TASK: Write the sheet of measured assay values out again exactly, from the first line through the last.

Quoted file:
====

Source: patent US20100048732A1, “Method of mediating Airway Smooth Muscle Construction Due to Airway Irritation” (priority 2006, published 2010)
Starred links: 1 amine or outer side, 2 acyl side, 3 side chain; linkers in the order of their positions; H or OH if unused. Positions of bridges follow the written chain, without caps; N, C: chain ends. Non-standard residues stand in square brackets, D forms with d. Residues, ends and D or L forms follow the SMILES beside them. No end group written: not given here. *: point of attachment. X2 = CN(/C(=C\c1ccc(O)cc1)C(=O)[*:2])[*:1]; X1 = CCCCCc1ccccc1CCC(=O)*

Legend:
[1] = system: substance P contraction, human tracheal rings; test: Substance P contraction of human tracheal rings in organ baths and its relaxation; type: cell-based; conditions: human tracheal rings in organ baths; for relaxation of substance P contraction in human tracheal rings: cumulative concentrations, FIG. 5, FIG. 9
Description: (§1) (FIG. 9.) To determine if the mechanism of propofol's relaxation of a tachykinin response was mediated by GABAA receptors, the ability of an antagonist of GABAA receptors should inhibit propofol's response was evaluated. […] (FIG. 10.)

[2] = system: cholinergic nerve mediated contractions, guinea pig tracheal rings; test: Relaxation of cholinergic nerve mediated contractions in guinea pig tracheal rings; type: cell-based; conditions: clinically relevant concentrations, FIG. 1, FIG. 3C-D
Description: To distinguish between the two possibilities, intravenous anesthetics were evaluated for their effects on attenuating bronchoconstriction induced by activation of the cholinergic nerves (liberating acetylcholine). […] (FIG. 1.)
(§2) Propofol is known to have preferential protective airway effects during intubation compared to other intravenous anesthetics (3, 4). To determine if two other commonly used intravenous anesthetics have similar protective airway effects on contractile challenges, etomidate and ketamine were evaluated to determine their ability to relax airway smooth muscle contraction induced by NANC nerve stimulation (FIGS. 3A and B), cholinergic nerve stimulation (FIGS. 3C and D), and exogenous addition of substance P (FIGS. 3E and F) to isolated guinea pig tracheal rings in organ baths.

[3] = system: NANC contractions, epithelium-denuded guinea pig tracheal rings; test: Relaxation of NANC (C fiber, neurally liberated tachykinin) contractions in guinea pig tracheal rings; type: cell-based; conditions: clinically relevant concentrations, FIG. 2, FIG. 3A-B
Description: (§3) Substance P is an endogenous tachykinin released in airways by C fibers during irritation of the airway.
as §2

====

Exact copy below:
Source: patent US20100048732A1, “Method of mediating Airway Smooth Muscle Construction Due to Airway Irritation” (priority 2006, published 2010)
Starred links: 1 amine or outer side, 2 acyl side, 3 side chain; linkers in the order of their positions; H or OH if unused. Positions of bridges follow the written chain, without caps; N, C: chain ends. Non-standard residues stand in square brackets, D forms with d. Residues, ends and D or L forms follow the SMILES beside them. No end group written: not given here. *: point of attachment. X2 = CN(/C(=C\c1ccc(O)cc1)C(=O)[*:2])[*:1]; X1 = CCCCCc1ccccc1CCC(=O)*

Legend:
[1] = system: substance P contraction, human tracheal rings; test: Substance P contraction of human tracheal rings in organ baths and its relaxation; type: cell-based; conditions: human tracheal rings in organ baths; for relaxation of substance P contraction in human tracheal rings: cumulative concentrations, FIG. 5, FIG. 9
Description: (§1) (FIG. 9.) To determine if the mechanism of propofol's relaxation of a tachykinin response was mediated by GABAA receptors, the ability of an antagonist of GABAA receptors should inhibit propofol's response was evaluated. […] (FIG. 10.)

[2] = system: cholinergic nerve mediated contractions, guinea pig tracheal rings; test: Relaxation of cholinergic nerve mediated contractions in guinea pig tracheal rings; type: cell-based; conditions: clinically relevant concentrations, FIG. 1, FIG. 3C-D
Description: To distinguish between the two possibilities, intravenous anesthetics were evaluated for their effects on attenuating bronchoconstriction induced by activation of the cholinergic nerves (liberating acetylcholine). […] (FIG. 1.)
(§2) Propofol is known to have preferential protective airway effects during intubation compared to other intravenous anesthetics (3, 4). To determine if two other commonly used intravenous anesthetics have similar protective airway effects on contractile challenges, etomidate and ketamine were evaluated to determine their ability to relax airway smooth muscle contraction induced by NANC nerve stimulation (FIGS. 3A and B), cholinergic nerve stimulation (FIGS. 3C and D), and exogenous addition of substance P (FIGS. 3E and F) to isolated guinea pig tracheal rings in organ baths.

[3] = system: NANC contractions, epithelium-denuded guinea pig tracheal rings; test: Relaxation of NANC (C fiber, neurally liberated tachykinin) contractions in guinea pig tracheal rings; type: cell-based; conditions: clinically relevant concentrations, FIG. 2, FIG. 3A-B
Description: (§3) Substance P is an endogenous tachykinin released in airways by C fibers during irritation of the airway.
as §2